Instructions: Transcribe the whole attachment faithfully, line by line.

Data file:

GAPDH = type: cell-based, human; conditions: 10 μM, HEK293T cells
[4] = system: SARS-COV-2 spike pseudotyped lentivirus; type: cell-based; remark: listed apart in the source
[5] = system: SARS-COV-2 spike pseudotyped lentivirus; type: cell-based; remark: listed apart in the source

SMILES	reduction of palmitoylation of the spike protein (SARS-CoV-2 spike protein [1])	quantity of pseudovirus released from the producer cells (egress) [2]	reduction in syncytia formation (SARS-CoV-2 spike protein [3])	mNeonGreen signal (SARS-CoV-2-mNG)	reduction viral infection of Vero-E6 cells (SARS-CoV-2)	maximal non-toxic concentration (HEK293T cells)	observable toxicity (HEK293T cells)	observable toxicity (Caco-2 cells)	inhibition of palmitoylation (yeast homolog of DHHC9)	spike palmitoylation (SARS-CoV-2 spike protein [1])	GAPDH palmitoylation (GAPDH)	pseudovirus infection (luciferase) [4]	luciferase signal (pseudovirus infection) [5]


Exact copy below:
GAPDH = type: cell-based, human; conditions: 10 μM, HEK293T cells
[4] = system: SARS-COV-2 spike pseudotyped lentivirus; type: cell-based; remark: listed apart in the source
[5] = system: SARS-COV-2 spike pseudotyped lentivirus; type: cell-based; remark: listed apart in the source

SMILES	reduction of palmitoylation of the spike protein (SARS-CoV-2 spike protein [1])	quantity of pseudovirus released from the producer cells (egress) [2]	reduction in syncytia formation (SARS-CoV-2 spike protein [3])	mNeonGreen signal (SARS-CoV-2-mNG)	reduction viral infection of Vero-E6 cells (SARS-CoV-2)	maximal non-toxic concentration (HEK293T cells)	observable toxicity (HEK293T cells)	observable toxicity (Caco-2 cells)	inhibition of palmitoylation (yeast homolog of DHHC9)	spike palmitoylation (SARS-CoV-2 spike protein [1])	GAPDH palmitoylation (GAPDH)	pseudovirus infection (luciferase) [4]	luciferase signal (pseudovirus infection) [5]